High growth, higher inflation, higher interest rates on the cards for Philippines

Aside from oil prices, climate change and typhoons could likely exert more pressure on the country’s inflation rate.

Doris Dumlao-Abadilla

Doris Dumlao-Abadilla

Philippine Daily Inquirer


Filipino consumers face rising food inflation this year due to higher global oil prices. (GRIG C. MONTEGRANDE / PHILIPPINE DAILY INQUIRER)

March 10, 2022

MANILA — Skyrocketing commodity prices amid the war in Ukraine may prompt the inflation-targeting local central bank to jack up interest rates by a sum of 75 basis points this year but Philippine economic growth is still likely to outperform regional peers, a senior economist from investment house CLSA said.

In a regional media briefing on Wednesday, CLSA senior economist Anthony Nafte said a prolonged scenario of lofty global oil prices breaching $120 per barrel within the next six to nine months would jack up average inflation rates for Southeast Asian economies by an average of 2 percentage points this year. In the case of oil-importing Philippines, the inflation is seen to be the most volatile.

“We’re going to get a big spike in inflation and the spike that we see in the Philippines could even be higher than elsewhere,” he said.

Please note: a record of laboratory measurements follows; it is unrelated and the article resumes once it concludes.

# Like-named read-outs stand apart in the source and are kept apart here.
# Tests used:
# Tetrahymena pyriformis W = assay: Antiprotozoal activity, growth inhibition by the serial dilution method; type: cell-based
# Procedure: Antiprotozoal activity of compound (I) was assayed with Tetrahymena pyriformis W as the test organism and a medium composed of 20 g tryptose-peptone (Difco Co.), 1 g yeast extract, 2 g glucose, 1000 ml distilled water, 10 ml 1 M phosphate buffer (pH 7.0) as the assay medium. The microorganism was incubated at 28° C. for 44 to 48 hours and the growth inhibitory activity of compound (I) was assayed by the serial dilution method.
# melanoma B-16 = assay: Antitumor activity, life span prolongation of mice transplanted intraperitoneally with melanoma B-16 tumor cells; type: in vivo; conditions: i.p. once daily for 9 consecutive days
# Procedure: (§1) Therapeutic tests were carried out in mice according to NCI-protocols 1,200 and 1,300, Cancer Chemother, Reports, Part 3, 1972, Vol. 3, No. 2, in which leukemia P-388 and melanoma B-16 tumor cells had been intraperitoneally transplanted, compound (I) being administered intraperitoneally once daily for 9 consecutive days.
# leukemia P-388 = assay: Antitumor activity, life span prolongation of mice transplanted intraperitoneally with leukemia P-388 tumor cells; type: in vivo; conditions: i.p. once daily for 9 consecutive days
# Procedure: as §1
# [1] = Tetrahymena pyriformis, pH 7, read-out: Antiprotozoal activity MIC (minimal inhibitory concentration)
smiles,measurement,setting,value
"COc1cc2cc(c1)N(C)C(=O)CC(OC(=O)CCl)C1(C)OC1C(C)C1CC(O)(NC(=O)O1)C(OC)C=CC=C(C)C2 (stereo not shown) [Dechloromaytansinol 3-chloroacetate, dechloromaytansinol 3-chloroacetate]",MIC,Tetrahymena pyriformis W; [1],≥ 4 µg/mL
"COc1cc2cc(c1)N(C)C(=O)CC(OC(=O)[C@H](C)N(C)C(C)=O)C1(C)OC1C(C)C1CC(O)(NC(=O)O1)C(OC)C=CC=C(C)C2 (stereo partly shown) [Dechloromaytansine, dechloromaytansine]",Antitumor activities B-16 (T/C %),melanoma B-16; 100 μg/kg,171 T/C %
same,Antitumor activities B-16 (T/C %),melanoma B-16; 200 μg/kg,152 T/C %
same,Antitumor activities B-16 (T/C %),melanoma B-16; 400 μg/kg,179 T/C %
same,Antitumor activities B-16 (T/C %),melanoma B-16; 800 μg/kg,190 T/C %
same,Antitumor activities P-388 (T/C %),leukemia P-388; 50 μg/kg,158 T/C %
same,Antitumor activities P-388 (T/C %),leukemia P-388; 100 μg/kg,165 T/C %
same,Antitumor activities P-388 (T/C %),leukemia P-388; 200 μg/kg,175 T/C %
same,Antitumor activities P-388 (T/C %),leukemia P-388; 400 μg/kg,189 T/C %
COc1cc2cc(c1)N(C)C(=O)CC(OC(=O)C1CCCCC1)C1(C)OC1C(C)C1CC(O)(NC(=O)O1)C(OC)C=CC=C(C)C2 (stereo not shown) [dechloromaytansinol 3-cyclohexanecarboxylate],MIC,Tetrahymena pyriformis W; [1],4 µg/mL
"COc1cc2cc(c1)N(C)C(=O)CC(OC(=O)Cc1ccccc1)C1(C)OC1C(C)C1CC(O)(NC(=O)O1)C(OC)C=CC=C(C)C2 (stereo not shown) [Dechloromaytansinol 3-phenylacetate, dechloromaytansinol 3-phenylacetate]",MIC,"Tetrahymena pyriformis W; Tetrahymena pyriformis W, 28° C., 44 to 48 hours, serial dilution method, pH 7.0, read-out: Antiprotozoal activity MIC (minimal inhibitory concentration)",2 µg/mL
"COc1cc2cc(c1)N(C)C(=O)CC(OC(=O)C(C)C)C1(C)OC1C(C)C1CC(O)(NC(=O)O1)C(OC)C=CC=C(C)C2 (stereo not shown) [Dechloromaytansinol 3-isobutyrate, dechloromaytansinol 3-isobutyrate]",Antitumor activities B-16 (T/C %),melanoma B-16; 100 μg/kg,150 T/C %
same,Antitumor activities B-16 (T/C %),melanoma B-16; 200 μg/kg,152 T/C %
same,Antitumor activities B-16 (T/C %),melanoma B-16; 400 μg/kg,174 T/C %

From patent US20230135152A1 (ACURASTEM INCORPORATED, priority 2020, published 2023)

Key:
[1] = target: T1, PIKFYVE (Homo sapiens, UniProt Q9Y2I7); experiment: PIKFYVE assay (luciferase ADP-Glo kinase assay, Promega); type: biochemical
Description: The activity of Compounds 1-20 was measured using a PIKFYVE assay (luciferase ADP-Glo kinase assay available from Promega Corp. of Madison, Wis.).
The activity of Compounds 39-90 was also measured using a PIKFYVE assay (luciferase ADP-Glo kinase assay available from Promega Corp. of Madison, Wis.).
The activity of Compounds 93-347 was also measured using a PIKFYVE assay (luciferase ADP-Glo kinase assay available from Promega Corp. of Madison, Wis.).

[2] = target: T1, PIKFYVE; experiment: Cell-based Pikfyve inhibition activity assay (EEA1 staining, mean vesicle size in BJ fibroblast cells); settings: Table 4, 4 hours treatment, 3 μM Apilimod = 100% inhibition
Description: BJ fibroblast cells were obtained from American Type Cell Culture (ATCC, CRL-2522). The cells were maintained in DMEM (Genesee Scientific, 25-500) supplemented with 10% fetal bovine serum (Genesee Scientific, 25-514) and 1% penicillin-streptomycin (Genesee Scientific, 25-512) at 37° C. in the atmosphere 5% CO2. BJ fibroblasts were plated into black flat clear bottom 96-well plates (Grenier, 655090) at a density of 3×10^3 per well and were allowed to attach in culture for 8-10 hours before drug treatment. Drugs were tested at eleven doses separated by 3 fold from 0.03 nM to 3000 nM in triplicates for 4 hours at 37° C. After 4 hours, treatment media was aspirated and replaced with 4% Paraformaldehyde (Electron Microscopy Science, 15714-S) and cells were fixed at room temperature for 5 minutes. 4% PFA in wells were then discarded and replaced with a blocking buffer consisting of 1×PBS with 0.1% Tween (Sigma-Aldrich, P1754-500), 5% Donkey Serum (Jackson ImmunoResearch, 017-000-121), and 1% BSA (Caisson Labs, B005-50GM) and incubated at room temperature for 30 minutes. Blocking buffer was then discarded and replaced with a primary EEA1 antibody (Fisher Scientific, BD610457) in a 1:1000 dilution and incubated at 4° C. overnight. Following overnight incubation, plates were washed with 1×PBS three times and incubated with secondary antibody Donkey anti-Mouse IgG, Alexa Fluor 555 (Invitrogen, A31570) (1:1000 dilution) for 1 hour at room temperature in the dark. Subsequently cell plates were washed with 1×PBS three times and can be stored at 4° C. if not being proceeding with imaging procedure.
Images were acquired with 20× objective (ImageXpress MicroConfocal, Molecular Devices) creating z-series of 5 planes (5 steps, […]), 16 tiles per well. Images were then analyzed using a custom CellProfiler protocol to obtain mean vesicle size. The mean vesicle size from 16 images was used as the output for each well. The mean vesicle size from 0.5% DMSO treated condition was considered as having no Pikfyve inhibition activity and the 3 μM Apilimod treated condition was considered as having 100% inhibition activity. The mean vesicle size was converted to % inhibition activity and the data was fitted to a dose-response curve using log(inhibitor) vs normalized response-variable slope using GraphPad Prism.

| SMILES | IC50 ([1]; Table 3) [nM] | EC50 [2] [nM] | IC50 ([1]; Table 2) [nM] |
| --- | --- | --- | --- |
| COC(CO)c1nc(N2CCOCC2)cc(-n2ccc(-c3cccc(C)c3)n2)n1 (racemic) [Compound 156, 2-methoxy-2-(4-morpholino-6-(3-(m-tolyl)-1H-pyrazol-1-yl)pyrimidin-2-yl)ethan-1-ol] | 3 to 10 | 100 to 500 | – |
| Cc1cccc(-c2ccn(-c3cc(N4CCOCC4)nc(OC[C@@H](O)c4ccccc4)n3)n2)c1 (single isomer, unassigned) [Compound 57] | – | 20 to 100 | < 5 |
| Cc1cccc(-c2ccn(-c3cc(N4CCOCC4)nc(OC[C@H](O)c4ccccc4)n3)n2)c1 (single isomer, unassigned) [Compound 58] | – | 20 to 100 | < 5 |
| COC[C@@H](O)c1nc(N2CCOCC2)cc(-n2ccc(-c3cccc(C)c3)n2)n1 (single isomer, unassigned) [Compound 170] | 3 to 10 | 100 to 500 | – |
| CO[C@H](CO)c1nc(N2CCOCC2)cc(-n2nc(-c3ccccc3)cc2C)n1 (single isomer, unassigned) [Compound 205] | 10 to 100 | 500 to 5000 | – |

Aside from oil prices, he said climate change and typhoons could likely exert more pressure on the country’s inflation rate, which could hit 5.5 to 6 percent or double the 3 percent print in February and exceeding the local central bank’s target ceiling of 4 percent.

“So I would say that the Philippines has the highest risk of a country that’s going to raise interest rates before the middle of the year,” Nafte said.

The economist expects the Bangko Sentral ng Pilipinas (BSP) to raise interest rates by 25 basis points from the record-low level of 2 percent before mid-year, followed by a sum of 50 basis points in the second semester. Strengthening domestic demand, he said, would make the BSP more comfortable in shifting to a hawkish monetary policy.

As import bills soar, the economist said the country would still end up a current account deficit but this would likely be contained below 2 percent of gross domestic product (GDP).

Nonetheless, Nafte said the Philippines may still attain a GDP growth of close to 6 percent this year.

Last year, the country grew its GDP by an average of 5.6 percent, exceeding market forecasts and boosting expectations that economic productivity could return to pre-pandemic levels starting this year.

“This still should be one of the outperformers in Asean because it is a domestic demand-driven economy and so less vulnerable than your export manufacturing economies,” Nafte said.

The economist sees the country benefiting from a consumption spike in the second quarter during the run-up to the national elections.

The decline in daily new COVID-19 cases, the pickup in vaccination rates and increased mobility are likewise seen to buoy the economy, alongside sustained infrastructure spending by the next president. Nafte said he was expecting a continuity of economic policies, particularly the build, build, build program of the government.

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